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Newspaper Page Text
Other scores in basketball games
Wendell Phillips 35, Marshall 8.
Lewis 14, Tilden 9.
McKinley 27, Schurz 15.
Loyola 39, Senn 25.
Loyola (lightweights) 26, Senn 17
Calumet 29, De La Salle 22.
Percy Haughton, Harvard football
coach, who has become part owner
of the Boston Braves and will be
president,, will need to change some
of his ideas, also his manners, to get
along well as a baseball magnate.
Haughton ruled like a czar in Har
vard football affairs and was "up
stage" in his treatment of outsiders.
In baseball he will find there are oth
ers who have something to say about
the conduct of affairs, also that he
will be largely dependent upon out
siders, especially newspaper men, for
the. success of his business.
IN THE WINTER
Mike Doolan Dentist
Haughton refused to follow the
lead of college officials m placing
numbers on football players to give
spectators a chance to know who
was who on the field.
It was said that when the Harvard
coach was told the public demanded
that players be numbered he re
marked that he didn't give a rap for
Haughton could get away with
that don't-give-a-rap business in col
lege football, but he will have to pay
a little attention to the public if he
expects to make a go of it in base
ball. Newspaper men have found
Haughton hard to approach. It is
even said of him that many times he
even refused to talk with Boston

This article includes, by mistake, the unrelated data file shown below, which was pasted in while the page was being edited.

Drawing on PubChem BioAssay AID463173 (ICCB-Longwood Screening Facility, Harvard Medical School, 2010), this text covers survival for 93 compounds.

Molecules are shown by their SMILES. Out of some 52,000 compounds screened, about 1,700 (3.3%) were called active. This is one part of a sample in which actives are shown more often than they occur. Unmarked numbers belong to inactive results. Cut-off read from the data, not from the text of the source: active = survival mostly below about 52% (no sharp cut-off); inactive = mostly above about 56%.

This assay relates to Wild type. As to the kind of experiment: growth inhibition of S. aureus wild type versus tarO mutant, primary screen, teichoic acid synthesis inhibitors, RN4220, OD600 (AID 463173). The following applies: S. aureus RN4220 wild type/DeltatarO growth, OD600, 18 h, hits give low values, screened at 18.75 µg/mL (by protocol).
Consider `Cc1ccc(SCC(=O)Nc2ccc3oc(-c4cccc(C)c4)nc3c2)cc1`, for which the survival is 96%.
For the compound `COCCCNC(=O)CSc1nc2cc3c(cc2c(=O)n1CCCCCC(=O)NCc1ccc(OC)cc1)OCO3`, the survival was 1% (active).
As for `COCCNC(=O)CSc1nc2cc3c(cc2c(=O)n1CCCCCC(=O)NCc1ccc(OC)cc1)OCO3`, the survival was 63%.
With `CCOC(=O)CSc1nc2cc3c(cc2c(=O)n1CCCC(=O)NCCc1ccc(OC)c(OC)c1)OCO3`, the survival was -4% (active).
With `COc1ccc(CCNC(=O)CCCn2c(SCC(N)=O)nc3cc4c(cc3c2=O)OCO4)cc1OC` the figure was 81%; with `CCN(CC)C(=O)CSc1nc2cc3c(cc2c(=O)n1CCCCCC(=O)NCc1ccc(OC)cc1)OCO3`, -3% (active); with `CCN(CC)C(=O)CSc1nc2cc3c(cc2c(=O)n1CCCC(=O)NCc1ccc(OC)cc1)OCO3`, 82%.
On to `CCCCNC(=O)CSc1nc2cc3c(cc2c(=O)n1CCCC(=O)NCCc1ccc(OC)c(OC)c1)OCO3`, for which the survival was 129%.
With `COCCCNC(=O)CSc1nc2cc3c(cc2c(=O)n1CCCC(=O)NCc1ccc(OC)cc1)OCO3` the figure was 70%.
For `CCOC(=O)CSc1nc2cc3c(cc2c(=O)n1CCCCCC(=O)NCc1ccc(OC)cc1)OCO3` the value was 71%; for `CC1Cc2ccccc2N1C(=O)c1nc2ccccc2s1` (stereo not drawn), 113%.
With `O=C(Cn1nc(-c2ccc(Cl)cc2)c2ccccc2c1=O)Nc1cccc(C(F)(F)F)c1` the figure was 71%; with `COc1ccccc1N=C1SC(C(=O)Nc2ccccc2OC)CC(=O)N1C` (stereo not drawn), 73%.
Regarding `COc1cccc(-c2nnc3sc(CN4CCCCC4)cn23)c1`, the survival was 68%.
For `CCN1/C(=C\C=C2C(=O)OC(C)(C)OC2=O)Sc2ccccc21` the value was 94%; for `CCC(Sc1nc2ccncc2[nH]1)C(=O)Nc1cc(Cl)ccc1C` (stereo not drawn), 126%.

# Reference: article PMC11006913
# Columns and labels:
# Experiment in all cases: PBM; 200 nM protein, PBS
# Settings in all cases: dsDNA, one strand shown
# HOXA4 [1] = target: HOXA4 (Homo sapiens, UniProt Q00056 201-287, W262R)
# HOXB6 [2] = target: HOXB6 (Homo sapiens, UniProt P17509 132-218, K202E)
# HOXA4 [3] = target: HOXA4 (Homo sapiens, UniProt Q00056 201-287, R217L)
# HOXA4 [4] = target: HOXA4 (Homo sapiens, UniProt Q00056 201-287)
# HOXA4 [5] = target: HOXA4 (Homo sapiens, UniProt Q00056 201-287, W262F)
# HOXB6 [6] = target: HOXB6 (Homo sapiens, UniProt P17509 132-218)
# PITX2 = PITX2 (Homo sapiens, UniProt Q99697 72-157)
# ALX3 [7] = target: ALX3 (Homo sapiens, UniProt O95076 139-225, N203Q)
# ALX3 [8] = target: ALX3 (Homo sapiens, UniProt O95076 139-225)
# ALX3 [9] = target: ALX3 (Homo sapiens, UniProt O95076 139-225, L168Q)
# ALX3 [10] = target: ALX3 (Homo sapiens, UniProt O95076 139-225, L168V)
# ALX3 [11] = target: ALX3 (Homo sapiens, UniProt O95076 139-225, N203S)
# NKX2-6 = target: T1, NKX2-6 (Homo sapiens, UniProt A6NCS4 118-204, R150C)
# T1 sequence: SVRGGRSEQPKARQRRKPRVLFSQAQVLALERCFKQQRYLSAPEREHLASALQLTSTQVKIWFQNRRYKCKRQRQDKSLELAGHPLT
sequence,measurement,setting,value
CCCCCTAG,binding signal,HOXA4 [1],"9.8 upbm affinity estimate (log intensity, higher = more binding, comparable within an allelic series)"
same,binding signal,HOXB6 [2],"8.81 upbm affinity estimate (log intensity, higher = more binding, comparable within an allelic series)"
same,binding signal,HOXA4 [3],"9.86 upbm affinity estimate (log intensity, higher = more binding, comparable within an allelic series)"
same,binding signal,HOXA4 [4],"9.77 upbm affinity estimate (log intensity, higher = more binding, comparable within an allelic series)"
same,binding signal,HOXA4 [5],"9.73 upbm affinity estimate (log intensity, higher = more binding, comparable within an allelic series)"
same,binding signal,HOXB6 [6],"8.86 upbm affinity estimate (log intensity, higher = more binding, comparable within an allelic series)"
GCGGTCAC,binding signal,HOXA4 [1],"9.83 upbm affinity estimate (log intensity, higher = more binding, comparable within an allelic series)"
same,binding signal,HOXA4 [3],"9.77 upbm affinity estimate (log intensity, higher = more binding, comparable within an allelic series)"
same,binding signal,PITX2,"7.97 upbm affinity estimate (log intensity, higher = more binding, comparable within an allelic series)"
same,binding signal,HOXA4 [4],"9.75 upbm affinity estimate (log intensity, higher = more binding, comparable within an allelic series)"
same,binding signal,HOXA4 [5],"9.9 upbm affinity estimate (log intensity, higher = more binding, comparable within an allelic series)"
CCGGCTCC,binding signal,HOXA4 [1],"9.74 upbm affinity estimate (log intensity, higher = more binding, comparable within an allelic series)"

sport writers, saying that if he talked
with one he would have to talk with,
all of them' and surely that would be
Men who were in baseball long be
fore Haughton have found that the
game wouldn't have a chance in the
world to live without the free public
ity it gets and that it is wise to be
at least civil in the treatment of
Haughton is in charge of a club
Jim Gaffney turned from a tail-end
financial failure into a pennant-winning
financial success. He will be a
big boost to the game if he can be
as successful in the diamond sport as
he was in football.
Abe Attell, former fatherweight
champion, say the "califlower" or
"tin" ears carried by about nine out
of every ten boxers nowadays is a
sign of a change in the style of fight
ing, or rather a change in the style
of not fighting.
"In the old days men stood more
erect and picked off punches with,
their hands, jumped away from them
or stepped inside of them," says At
tell. "Now they bore in, head down
or sideways and stop punches with
their beans. A rap on the ear caus
es the blood to coagulate and a
puffed up listener is the result"